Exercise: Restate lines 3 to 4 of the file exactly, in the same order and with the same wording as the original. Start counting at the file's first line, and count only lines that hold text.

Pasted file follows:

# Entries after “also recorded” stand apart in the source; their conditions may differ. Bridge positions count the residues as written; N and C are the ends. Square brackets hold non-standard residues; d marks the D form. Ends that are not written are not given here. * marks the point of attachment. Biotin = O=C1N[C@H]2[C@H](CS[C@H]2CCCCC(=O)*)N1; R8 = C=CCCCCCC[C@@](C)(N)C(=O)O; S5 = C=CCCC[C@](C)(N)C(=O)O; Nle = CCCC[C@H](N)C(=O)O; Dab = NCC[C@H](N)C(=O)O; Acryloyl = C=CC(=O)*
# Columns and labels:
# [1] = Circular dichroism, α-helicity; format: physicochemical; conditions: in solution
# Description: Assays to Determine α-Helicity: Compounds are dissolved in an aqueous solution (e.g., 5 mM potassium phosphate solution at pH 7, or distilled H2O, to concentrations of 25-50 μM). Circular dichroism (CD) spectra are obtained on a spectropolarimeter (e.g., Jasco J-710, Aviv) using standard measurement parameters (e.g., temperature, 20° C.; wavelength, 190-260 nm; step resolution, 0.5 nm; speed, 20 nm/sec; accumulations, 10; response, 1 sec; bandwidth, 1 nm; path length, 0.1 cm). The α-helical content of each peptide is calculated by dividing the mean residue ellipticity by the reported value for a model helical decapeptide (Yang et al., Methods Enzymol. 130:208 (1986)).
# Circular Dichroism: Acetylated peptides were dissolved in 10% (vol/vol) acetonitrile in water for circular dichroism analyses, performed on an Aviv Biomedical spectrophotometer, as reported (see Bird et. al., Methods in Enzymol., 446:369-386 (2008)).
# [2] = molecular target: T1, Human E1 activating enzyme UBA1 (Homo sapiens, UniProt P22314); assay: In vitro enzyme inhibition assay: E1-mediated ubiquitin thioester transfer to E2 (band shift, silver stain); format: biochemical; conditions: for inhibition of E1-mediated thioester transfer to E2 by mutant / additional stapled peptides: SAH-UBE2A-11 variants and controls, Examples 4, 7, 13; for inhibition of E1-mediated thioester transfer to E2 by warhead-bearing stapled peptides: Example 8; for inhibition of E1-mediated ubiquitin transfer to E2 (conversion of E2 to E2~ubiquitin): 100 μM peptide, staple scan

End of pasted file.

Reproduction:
# [1] = Circular dichroism, α-helicity; format: physicochemical; conditions: in solution
# Description: Assays to Determine α-Helicity: Compounds are dissolved in an aqueous solution (e.g., 5 mM potassium phosphate solution at pH 7, or distilled H2O, to concentrations of 25-50 μM). Circular dichroism (CD) spectra are obtained on a spectropolarimeter (e.g., Jasco J-710, Aviv) using standard measurement parameters (e.g., temperature, 20° C.; wavelength, 190-260 nm; step resolution, 0.5 nm; speed, 20 nm/sec; accumulations, 10; response, 1 sec; bandwidth, 1 nm; path length, 0.1 cm). The α-helical content of each peptide is calculated by dividing the mean residue ellipticity by the reported value for a model helical decapeptide (Yang et al., Methods Enzymol. 130:208 (1986)).